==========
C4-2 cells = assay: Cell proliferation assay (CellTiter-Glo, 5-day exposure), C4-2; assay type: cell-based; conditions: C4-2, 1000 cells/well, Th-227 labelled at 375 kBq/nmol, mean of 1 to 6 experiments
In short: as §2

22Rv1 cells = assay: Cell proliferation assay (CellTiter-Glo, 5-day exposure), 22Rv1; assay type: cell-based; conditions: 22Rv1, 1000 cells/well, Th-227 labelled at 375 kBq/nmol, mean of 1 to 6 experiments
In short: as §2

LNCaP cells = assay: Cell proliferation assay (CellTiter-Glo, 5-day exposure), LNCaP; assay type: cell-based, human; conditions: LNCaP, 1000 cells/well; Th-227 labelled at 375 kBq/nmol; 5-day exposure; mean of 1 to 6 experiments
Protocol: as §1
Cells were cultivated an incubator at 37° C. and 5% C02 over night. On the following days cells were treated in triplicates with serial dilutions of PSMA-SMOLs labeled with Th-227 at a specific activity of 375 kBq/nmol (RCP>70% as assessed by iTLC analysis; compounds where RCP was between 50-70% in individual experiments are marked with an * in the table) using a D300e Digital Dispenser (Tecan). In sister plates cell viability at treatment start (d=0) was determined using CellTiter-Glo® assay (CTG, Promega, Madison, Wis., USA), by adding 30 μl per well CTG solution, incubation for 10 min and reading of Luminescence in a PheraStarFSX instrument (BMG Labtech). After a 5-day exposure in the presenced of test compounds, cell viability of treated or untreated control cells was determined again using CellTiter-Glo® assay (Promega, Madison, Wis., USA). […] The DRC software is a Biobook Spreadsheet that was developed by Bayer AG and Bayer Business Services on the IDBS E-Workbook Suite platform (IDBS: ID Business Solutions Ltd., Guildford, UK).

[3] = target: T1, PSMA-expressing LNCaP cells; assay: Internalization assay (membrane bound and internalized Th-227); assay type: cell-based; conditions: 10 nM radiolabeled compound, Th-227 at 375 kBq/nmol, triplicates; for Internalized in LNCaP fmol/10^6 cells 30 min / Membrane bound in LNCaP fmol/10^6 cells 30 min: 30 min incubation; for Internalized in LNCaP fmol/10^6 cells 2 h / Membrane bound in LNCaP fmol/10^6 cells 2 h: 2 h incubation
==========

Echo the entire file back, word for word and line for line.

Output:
C4-2 cells = assay: Cell proliferation assay (CellTiter-Glo, 5-day exposure), C4-2; assay type: cell-based; conditions: C4-2, 1000 cells/well, Th-227 labelled at 375 kBq/nmol, mean of 1 to 6 experiments
In short: as §2

22Rv1 cells = assay: Cell proliferation assay (CellTiter-Glo, 5-day exposure), 22Rv1; assay type: cell-based; conditions: 22Rv1, 1000 cells/well, Th-227 labelled at 375 kBq/nmol, mean of 1 to 6 experiments
In short: as §2

LNCaP cells = assay: Cell proliferation assay (CellTiter-Glo, 5-day exposure), LNCaP; assay type: cell-based, human; conditions: LNCaP, 1000 cells/well; Th-227 labelled at 375 kBq/nmol; 5-day exposure; mean of 1 to 6 experiments
Protocol: as §1
Cells were cultivated an incubator at 37° C. and 5% C02 over night. On the following days cells were treated in triplicates with serial dilutions of PSMA-SMOLs labeled with Th-227 at a specific activity of 375 kBq/nmol (RCP>70% as assessed by iTLC analysis; compounds where RCP was between 50-70% in individual experiments are marked with an * in the table) using a D300e Digital Dispenser (Tecan). In sister plates cell viability at treatment start (d=0) was determined using CellTiter-Glo® assay (CTG, Promega, Madison, Wis., USA), by adding 30 μl per well CTG solution, incubation for 10 min and reading of Luminescence in a PheraStarFSX instrument (BMG Labtech). After a 5-day exposure in the presenced of test compounds, cell viability of treated or untreated control cells was determined again using CellTiter-Glo® assay (Promega, Madison, Wis., USA). […] The DRC software is a Biobook Spreadsheet that was developed by Bayer AG and Bayer Business Services on the IDBS E-Workbook Suite platform (IDBS: ID Business Solutions Ltd., Guildford, UK).

[3] = target: T1, PSMA-expressing LNCaP cells; assay: Internalization assay (membrane bound and internalized Th-227); assay type: cell-based; conditions: 10 nM radiolabeled compound, Th-227 at 375 kBq/nmol, triplicates; for Internalized in LNCaP fmol/10^6 cells 30 min / Membrane bound in LNCaP fmol/10^6 cells 30 min: 30 min incubation; for Internalized in LNCaP fmol/10^6 cells 2 h / Membrane bound in LNCaP fmol/10^6 cells 2 h: 2 h incubation